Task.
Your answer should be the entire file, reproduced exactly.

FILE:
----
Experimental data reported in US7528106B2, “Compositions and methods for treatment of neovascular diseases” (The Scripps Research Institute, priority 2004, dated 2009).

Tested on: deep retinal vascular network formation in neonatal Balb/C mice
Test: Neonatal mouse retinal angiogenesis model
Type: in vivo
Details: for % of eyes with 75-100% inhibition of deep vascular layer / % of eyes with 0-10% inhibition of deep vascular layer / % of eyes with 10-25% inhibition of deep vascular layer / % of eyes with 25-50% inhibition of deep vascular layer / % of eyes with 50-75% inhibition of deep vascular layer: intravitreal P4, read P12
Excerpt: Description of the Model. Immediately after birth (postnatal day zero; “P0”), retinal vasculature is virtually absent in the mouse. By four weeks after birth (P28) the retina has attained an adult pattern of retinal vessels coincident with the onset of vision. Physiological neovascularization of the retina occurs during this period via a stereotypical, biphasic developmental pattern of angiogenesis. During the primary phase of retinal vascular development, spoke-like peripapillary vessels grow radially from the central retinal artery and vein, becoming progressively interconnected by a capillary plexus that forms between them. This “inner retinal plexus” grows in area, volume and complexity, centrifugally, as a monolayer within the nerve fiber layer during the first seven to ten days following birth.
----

Experimental data reported in US7528106B2, “Compositions and methods for treatment of neovascular diseases” (The Scripps Research Institute, priority 2004, dated 2009).

Tested on: deep retinal vascular network formation in neonatal Balb/C mice
Test: Neonatal mouse retinal angiogenesis model
Type: in vivo
Details: for % of eyes with 75-100% inhibition of deep vascular layer / % of eyes with 0-10% inhibition of deep vascular layer / % of eyes with 10-25% inhibition of deep vascular layer / % of eyes with 25-50% inhibition of deep vascular layer / % of eyes with 50-75% inhibition of deep vascular layer: intravitreal P4, read P12
Excerpt: Description of the Model. Immediately after birth (postnatal day zero; “P0”), retinal vasculature is virtually absent in the mouse. By four weeks after birth (P28) the retina has attained an adult pattern of retinal vessels coincident with the onset of vision. Physiological neovascularization of the retina occurs during this period via a stereotypical, biphasic developmental pattern of angiogenesis. During the primary phase of retinal vascular development, spoke-like peripapillary vessels grow radially from the central retinal artery and vein, becoming progressively interconnected by a capillary plexus that forms between them. This “inner retinal plexus” grows in area, volume and complexity, centrifugally, as a monolayer within the nerve fiber layer during the first seven to ten days following birth.